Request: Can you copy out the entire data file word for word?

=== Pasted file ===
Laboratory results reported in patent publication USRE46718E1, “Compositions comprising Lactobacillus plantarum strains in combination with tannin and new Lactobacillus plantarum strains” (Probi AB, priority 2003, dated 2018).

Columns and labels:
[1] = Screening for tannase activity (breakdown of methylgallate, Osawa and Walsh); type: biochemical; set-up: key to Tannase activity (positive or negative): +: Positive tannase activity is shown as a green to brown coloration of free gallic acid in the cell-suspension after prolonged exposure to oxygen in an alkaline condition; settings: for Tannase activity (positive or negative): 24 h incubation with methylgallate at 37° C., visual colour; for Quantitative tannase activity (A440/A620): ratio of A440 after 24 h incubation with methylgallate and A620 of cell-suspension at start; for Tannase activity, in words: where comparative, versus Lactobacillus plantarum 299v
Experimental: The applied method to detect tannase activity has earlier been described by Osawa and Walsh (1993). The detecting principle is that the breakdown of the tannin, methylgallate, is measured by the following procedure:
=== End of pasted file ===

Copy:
Laboratory results reported in patent publication USRE46718E1, “Compositions comprising Lactobacillus plantarum strains in combination with tannin and new Lactobacillus plantarum strains” (Probi AB, priority 2003, dated 2018).

Columns and labels:
[1] = Screening for tannase activity (breakdown of methylgallate, Osawa and Walsh); type: biochemical; set-up: key to Tannase activity (positive or negative): +: Positive tannase activity is shown as a green to brown coloration of free gallic acid in the cell-suspension after prolonged exposure to oxygen in an alkaline condition; settings: for Tannase activity (positive or negative): 24 h incubation with methylgallate at 37° C., visual colour; for Quantitative tannase activity (A440/A620): ratio of A440 after 24 h incubation with methylgallate and A620 of cell-suspension at start; for Tannase activity, in words: where comparative, versus Lactobacillus plantarum 299v
Experimental: The applied method to detect tannase activity has earlier been described by Osawa and Walsh (1993). The detecting principle is that the breakdown of the tannin, methylgallate, is measured by the following procedure: